At the time of purchase, Sebastiano also bought a ‘Digital Photographic Image Enhancer’, which was advertised by ‘Digital Photo Equipment Are Us’ as being, “...the latest innovation in superior digital photographic technology, which automatically calibrates any photographic image to produce the most enhanced reproduction picture quality for an amazing £199.00! Use on any PC, Mac or Tablet Device!”.
Sebastiano purchased both items and left his camera with the shop so that the new lens could be fitted and installed directly onto his digital camera.
On returning home, Sebastiano connected the new ‘Digital Photographic Image Enhancer’ via the correct USB connector to his home personal computer, so as to download the latest recommended software update to the device. Unfortunately, a message appeared, which stated that the EOM 22D range of digital cameras was not compatible with this device.
The following day Sebastiano returned to ‘Digital Photo Equipment Are Us’ to pick up his EOM 22D digital camera with the newly installed 150-600mm II USM Lens and to obtain a full refund for the inoperable ‘Digital Photographic Image Enhancer’.
When Sebastiano examined his camera, he noticed that the undercarriage and automatic focus device on the side of his digital camera had been damaged during the lens installation. He spoke directly to the manager of the shop to complain.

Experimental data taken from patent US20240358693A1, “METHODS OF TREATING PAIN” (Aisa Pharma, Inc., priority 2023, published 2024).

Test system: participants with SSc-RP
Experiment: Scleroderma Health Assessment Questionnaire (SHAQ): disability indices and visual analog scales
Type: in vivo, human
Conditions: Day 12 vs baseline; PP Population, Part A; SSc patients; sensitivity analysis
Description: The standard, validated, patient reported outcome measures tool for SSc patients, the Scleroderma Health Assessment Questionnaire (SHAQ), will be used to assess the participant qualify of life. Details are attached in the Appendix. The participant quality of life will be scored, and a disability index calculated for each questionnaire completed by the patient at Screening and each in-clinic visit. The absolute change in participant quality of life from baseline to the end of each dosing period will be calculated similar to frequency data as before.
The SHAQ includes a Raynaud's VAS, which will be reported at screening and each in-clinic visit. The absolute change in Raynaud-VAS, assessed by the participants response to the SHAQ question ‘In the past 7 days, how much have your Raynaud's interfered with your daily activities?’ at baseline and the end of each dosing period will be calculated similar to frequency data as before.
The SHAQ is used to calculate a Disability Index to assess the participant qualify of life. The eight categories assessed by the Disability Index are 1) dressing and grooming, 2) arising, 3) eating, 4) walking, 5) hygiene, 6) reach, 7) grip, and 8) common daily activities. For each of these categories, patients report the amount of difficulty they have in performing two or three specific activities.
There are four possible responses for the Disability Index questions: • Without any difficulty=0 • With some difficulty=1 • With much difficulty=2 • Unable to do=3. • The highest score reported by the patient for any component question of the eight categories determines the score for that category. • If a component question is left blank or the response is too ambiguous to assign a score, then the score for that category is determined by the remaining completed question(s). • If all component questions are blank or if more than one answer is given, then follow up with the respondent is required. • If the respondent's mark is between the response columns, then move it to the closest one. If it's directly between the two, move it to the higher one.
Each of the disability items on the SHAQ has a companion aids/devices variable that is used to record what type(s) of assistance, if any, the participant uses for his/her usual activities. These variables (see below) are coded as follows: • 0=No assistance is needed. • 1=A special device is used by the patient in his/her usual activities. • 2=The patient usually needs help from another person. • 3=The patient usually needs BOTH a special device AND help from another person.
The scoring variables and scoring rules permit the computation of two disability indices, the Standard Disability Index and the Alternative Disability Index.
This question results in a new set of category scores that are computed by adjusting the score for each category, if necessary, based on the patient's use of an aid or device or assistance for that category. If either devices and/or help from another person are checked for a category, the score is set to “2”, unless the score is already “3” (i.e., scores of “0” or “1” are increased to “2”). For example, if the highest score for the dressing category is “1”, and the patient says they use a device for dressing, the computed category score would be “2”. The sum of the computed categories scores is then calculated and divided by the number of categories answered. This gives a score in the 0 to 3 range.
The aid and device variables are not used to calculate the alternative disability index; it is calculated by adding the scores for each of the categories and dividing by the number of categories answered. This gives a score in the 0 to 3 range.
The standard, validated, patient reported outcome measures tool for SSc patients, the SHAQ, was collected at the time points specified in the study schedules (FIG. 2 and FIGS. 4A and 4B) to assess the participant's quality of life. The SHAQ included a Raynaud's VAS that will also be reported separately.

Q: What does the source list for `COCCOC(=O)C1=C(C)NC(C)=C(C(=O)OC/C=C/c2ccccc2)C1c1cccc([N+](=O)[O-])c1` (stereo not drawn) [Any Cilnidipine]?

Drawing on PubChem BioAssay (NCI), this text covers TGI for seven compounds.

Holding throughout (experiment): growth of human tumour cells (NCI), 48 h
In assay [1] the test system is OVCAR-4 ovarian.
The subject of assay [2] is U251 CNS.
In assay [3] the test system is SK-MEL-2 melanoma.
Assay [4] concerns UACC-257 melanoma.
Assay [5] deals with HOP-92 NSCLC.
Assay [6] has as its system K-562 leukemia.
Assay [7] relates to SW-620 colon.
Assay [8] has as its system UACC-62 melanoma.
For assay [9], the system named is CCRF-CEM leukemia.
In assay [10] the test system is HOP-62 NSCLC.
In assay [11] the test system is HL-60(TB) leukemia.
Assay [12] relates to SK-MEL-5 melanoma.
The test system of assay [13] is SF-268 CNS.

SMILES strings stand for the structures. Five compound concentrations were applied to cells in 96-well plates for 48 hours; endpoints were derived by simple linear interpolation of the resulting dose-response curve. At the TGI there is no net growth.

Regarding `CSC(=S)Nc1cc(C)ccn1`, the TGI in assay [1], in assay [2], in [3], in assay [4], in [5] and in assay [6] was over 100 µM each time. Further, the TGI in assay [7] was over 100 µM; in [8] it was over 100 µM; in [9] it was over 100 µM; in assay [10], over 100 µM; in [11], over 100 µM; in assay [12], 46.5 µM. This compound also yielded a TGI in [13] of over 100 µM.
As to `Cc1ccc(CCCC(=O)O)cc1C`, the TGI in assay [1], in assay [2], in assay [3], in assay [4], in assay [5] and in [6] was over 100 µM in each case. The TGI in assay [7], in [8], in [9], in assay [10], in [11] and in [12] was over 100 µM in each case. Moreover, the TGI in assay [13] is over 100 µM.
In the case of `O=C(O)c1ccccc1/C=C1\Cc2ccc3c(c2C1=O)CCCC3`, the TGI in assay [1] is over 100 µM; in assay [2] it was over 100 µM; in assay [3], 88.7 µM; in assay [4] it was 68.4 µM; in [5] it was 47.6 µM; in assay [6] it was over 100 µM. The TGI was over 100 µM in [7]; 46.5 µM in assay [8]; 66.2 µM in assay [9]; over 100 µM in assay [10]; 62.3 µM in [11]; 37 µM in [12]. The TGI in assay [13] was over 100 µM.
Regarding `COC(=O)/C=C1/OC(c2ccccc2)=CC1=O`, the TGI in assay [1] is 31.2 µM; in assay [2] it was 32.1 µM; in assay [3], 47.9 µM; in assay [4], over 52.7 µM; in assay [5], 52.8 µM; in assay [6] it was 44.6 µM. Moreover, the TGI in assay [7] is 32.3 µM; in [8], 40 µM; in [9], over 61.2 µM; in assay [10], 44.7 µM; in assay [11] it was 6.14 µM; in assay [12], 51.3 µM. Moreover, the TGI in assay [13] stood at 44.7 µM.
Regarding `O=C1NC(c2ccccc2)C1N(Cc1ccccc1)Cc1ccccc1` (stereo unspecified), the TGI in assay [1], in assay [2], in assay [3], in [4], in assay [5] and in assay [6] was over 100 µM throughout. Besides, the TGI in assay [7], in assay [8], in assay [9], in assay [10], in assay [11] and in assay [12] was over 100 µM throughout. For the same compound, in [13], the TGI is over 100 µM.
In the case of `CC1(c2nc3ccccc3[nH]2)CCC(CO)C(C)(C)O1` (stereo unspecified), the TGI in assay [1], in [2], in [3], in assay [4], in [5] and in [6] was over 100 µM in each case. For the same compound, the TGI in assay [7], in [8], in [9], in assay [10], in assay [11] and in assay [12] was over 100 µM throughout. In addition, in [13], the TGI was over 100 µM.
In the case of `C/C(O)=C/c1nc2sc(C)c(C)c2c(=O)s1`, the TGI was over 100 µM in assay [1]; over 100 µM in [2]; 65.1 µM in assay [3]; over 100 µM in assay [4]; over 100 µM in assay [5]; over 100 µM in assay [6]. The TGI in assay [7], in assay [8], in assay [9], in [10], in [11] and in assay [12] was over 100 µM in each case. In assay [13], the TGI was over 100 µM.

On hearing Sebastiano’s complaint regarding both the installation and purchased software, the manager pointed to a sign on the wall which stated that ‘Digital Photo Equipment Are Us does not take responsibility for any damage which may be caused to any camera installation, all products are sold as seen, and therefore as a business we do not give refunds or exchanges on any products within the shop’.
Sebastiano is now seeking advice from GCBAS for any legal remedy that might be available for the lens installation by ‘Digital Photo Equipment Are Us’, along with the purchase of the ‘Digital Photographic Image Enhancer’.
Simon owns a specialised farm and produce shop on the outskirts of Guildford called ‘Free Range Traditional Kitchen Meals of Guildford’. The shop stocks and sells his own homemade beef and onion pies and a wide variety of speciality desserts which he purchases from ‘Puddings Are Us’ a local food producer.
At the beginning of June 2021, Simon sold one of his own homemade beef and onion pies to Jennifer and a number of desserts to another customer, James.
Jennifer ate the homemade beef and onion pie and became ill with food poisoning. Whilst Jennifer made a full recovery, her illness lasted for just over a week.
Jennifer who is a self-employed, manages and operates a local book shop in the centre of Guildford. Unfortunately, due to the food poisoning, she was unable to work or make any income during her period of sickness, as the book shop was closed for a period of one week.
James invited several friends over to his birthday dinner and after a triumphant main course, served the desserts which he purchased from ‘Free Range Traditional Kitchen Meals of Guildford’. Unfortunately, James and his friends became ill after eating the desserts. On closer inspection, all of the puddings contained fragments of decomposed chicken.